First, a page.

Inherited germline variation can predispose individuals to cancer and affect the biology of the disease as it grows. The rare germline ataxia telangiectasia-mutated (ATM) variants found in chronic lymphocyte leukemia (CLL), such as ATM p.L2307F, have functional implications and should not be overlooked, as these variants can affect the phenotype of CLL, according to Jennifer R. Brown, MD, PhD. A tumor suppressor, the ATM gene on chromosome 11 contains more than 1,000 germline missense variants. With the expansion of next-generation sequencing, Dr. Brown explains, germline missense variants of unknown significance in cancer-related genes are increasingly being identified.
“We previously published a study in which we found that rare variants in the ATM gene were inherited more often in patients with CLL compared with people without cancer,” Dr. Brown says. “In fact, we found that rare inherited variants in ATM are enriched in patients with CLL compared with patients with other hematologic malignancies.”
Furthermore, she adds, the type of CLL that develops in patients with rare germline ATM variants is more likely to have 11q deletion and somatic ATM mutations, consistent with tumor suppressor activity.
Rare Germline ATM Variants Observed in 24% of Patients With CLL
For a study published in the Journal of Clinical Oncology, Dr. Brown and colleagues sought to determine if rare germline ATM variants occur more often in CLL compared with other hematologic malignancies and if they affect the clinical characteristics of CLL. A total of 3,128 patients (N=825 with CLL) from a hematologic malignancy clinic who had received clinical-grade sequencing of the entire ATM coding region were identified. To assess whether these variants affected CLL-linked characteristics such as somatic 11q deletion, the study team established the comparative occurrence of germline ATM variants in categories of patients with CLL and of hematologic neoplasms in general.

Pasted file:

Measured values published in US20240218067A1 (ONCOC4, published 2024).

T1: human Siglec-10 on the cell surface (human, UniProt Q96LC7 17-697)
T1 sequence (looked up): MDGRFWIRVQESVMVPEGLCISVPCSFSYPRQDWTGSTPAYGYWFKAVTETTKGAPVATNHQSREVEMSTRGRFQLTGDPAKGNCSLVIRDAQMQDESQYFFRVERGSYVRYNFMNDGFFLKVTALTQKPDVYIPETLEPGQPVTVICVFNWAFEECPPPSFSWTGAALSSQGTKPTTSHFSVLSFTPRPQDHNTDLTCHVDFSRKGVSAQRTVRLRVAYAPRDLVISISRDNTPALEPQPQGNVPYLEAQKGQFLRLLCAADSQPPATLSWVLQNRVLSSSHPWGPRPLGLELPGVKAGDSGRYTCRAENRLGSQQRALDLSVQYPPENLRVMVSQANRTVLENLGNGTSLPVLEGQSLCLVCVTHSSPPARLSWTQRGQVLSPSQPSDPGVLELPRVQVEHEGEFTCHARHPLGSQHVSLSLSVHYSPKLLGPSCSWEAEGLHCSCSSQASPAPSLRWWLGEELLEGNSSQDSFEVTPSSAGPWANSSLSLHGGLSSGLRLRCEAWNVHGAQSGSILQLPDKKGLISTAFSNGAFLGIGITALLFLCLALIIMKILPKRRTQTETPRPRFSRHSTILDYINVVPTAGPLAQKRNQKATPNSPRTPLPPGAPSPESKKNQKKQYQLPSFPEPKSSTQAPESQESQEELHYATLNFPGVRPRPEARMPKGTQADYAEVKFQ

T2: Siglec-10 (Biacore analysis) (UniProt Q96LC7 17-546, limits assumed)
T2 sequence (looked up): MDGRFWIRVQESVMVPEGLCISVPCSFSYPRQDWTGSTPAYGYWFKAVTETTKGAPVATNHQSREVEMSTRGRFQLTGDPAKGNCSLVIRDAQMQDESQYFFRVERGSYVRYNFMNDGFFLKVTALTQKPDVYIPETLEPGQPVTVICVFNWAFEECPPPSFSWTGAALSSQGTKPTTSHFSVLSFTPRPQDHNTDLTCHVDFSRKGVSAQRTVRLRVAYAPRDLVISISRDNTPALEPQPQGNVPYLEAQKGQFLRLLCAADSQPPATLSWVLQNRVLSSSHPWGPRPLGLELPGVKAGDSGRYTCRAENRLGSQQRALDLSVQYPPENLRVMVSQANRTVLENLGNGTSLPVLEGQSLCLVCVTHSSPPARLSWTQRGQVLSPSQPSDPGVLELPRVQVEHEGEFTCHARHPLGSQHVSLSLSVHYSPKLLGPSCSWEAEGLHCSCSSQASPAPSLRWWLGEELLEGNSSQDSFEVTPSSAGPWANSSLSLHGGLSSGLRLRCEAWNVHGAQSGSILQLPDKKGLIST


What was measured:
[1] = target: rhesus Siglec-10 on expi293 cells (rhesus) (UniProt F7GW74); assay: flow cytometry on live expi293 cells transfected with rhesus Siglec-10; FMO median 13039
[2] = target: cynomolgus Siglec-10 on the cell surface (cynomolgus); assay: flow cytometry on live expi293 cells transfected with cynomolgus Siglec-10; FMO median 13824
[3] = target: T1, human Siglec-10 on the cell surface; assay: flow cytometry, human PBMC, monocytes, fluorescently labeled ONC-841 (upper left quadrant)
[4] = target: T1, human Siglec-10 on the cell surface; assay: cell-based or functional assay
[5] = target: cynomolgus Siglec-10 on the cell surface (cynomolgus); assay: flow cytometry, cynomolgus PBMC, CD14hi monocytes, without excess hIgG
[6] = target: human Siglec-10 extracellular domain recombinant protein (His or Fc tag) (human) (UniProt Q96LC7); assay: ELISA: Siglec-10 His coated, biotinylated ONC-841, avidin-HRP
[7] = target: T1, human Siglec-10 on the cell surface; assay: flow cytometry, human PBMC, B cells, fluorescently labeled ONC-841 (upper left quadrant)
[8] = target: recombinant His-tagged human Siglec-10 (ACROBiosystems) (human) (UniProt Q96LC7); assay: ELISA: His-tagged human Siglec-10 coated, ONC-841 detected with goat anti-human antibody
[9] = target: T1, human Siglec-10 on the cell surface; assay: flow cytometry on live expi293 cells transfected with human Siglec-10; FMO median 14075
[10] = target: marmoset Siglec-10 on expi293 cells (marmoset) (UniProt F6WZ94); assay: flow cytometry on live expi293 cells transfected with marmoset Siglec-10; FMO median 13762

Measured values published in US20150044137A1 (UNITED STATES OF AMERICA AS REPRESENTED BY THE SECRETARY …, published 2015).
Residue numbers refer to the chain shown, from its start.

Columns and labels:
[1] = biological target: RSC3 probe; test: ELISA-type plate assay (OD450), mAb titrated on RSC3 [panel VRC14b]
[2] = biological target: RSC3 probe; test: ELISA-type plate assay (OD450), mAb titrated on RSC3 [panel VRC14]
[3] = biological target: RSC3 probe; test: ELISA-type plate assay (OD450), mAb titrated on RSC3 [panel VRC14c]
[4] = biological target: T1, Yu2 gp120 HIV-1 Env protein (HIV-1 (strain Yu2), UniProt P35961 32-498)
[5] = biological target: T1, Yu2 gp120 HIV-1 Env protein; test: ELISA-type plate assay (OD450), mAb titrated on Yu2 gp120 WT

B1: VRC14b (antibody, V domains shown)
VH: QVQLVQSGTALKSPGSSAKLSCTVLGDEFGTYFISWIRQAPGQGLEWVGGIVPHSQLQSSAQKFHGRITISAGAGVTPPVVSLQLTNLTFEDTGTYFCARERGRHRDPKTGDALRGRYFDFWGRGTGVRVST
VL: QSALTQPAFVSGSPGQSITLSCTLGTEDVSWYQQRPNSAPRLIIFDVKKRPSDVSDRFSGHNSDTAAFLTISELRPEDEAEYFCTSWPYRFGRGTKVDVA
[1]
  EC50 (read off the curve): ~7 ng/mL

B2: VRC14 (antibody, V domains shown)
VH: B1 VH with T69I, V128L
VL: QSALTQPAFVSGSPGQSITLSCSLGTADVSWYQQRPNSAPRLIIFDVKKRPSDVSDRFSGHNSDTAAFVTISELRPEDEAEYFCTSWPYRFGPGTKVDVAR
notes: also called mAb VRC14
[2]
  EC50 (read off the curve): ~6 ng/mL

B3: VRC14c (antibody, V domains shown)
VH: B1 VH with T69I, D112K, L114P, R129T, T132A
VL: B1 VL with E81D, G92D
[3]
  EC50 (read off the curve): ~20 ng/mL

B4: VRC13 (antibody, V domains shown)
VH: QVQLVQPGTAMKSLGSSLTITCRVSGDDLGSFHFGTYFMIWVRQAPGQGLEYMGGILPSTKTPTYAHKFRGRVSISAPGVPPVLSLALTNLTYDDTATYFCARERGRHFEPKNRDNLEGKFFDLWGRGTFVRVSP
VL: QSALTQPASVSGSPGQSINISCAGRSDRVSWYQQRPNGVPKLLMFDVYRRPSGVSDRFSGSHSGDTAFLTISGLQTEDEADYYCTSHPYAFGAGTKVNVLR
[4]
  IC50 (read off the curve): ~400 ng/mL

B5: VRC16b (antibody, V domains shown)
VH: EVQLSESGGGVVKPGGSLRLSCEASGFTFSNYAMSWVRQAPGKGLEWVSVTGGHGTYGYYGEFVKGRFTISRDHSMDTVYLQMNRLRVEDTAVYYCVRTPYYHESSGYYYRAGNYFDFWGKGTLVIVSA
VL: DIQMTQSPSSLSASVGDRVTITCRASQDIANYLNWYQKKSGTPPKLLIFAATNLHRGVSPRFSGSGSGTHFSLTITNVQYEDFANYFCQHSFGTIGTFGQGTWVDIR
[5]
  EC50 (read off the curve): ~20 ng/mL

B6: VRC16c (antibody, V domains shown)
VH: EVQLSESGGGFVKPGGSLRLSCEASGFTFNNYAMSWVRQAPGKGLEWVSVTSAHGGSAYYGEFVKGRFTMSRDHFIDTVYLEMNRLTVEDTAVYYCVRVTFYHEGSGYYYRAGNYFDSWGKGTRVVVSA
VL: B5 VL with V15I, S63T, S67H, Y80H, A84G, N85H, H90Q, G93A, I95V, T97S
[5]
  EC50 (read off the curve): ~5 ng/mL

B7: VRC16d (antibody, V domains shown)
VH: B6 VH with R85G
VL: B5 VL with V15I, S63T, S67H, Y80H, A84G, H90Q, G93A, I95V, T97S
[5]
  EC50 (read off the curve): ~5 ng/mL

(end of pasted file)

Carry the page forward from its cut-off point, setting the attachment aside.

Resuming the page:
In 24% of patients with CLL, the researchers observed rare germline ATM variants at considerably greater rates than that seen in patients with myeloid disease (15%), other lymphoid malignancies (16%), or no hematologic neoplasm (14%). Additionally, patients with CLL with germline ATM variants are twice as likely to have 11q deletion and be younger at diagnosis. The ATM variant p.L2307F found in 3% of patients with CLL, a hypomorph in cell-based assay, is linked with a three-fold increase in rates of somatic 11q deletion.
“The inherited variant in ATM has clinical significance and affects the function of the ATM gene,” Dr. Brown says. “For the most common variant, we demonstrated in assays in vitro that the variant was hypofunctional compared with the normal ATM. The study has potential implications for reclassification of variants previously thought to be of unknown significance into variants that do confer disease risk.”
The study team concurs that further studies are needed to determine whether these variants account for some of the inherited risk for CLL or affect the response to therapy.